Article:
Brangus

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cypressfarms

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Melking,

Don't let everyone scare you. I've had and been around brangus more than 20 years. Are there some that are hot headed? Sure. Not as many as tigerstripes though. In general they aren't as docile as a hereford or beefmaster, but you can't judge a particular cow by it's breed's reputation. The tamest cow I ever had is a brangus. I would bring them a small amount of food a day, pour it in a trough and sit back on a mule/4 wheeler and watch. Let them get used to you, and you to them. I would only feed them as a small reward for coming to you when you call. They'll associate you with good things.

One thing I will say about Brangus is that you can't "push" a brangus. Some breeds of cattle don't mind being pushed/herded with a horse/4 wheeler, etc. Brangus do not generally like this. For brangus, I "pull" them. When it's time to work them I pull a feed trough along and they all follow me in the corral. If one doesn't follow, I may try to get behind her once and calmly persuade her, but I don't put much pressure. They will get fired up fairly quick, and then the whole group get's fired up. I train the cows by calling them everytime I move them; they pretty much know the drill, I call they come. My cows like to move to the next pasture (I rotate) every couple of days. One trick I do is keep them in a paddock by the corral for 4 or 5 days. This makes them much more likely to want to come through the catch pen. With Brangus you learn many little tricks to make things easier. I even tag the calves at birth, but I wouldn't recommend this for a newbie.

Having said the above I love brangus. They make great momas, and have done me well for years. I have beefmasters now as well, and have become partial to beefmasters. One thing I don't have with my brangus though; pinkeye or bloat. They seem to be less likely to suffer from these than other breeds.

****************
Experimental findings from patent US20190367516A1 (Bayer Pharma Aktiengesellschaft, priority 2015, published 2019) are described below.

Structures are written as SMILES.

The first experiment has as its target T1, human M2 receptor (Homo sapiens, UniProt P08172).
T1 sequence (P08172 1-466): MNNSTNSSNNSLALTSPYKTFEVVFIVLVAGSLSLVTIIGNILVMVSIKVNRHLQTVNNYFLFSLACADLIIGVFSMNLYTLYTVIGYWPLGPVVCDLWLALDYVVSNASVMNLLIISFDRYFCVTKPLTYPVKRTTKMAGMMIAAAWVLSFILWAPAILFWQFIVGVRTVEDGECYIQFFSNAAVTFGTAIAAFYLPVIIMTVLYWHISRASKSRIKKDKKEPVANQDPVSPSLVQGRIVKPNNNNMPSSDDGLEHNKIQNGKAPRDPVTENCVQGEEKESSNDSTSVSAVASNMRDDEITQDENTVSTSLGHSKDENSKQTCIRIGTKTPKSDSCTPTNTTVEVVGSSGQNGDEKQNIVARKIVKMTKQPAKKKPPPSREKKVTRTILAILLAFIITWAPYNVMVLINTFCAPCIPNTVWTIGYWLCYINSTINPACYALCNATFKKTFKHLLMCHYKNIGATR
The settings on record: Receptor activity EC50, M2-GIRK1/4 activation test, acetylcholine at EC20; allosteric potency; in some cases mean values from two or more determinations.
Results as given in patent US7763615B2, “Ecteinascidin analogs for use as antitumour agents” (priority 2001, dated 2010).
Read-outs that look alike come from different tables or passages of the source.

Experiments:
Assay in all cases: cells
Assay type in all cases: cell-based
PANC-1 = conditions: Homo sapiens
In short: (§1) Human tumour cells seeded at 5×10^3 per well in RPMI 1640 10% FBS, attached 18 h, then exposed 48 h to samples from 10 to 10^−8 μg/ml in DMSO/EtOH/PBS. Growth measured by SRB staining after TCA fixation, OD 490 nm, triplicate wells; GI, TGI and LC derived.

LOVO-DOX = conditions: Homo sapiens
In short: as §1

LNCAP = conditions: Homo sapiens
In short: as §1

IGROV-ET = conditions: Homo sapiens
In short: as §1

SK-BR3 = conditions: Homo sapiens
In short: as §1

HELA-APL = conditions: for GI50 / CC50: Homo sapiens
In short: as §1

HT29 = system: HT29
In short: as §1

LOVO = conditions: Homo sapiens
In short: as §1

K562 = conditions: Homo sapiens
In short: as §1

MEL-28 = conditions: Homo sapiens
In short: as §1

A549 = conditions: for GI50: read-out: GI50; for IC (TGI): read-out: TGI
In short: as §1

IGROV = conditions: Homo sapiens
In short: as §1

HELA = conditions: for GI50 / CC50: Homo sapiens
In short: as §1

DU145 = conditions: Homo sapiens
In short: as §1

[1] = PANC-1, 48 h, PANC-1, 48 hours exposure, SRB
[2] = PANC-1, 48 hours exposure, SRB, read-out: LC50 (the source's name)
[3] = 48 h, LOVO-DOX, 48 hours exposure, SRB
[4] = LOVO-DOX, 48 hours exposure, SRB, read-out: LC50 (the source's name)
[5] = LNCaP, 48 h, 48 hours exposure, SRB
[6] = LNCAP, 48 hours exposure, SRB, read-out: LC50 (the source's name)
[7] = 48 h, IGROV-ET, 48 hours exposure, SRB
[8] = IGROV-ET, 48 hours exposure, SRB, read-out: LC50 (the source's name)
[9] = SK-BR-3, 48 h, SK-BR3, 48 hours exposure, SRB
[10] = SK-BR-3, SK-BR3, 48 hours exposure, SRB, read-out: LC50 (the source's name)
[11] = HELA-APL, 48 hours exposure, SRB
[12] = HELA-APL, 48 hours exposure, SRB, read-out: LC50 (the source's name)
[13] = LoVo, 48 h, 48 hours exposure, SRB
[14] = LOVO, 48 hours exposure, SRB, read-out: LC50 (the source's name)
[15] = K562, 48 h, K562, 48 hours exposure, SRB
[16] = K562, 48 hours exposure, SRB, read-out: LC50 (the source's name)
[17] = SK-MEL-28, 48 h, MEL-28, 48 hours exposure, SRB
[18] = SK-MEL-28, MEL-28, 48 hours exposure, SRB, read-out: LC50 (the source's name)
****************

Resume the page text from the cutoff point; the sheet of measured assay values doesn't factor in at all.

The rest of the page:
Cross a brangus moma with a hereford and as caustic would say, the bell will ring at the stockyard. Brangus baldies bring premium prices around here, as feeder steers or replacement heifers.


I wouldn't really recommend them as starters, but you already have them so that's out. Sorry for being so long-winded, but I think Brangus get a bum rap sometimes. There not all bad. PM me if you want to talk Brangus anytime; and no I am not a seedstock seller and have nothing to gain by promoting Brangus
 

backhoeboogie

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Good post as usual Cypress.

Mine are shifted from pasture to pasture quite frequently. They'd follow my truck anywhere. If you honk the horn, or yell "Come On", you'd best be prepared for the stampede. They're coming at you. Drive into the alley and close them in. No herding to it.
 

alacattleman

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nobody trying to scare him,, just warn him,,, you dont walk up to one that just spit a calf out and say ahhh how pretty,, they will rearange your rib cage.... fact,,,, they are a cowmans cattle
 

TexasBred

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alacattleman":1mimsl0r said:
nobody trying to scare him,, just warn him,,, you dont walk up to one that just spit a calf out and say ahhh how pretty,, they will rearange your rib cage.... fact,,,, they are a cowmans cattle

Ain't it amazing how the personality of a cow can change milliseconds after she spits out a calf. Brangus are great mothers. Other than at calving time about all you have to worry about it getting licked or run over when you're trying to feed in the winter.
 

shaz

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My neighbor has Brangus. He does nothing with them or to his farm in general.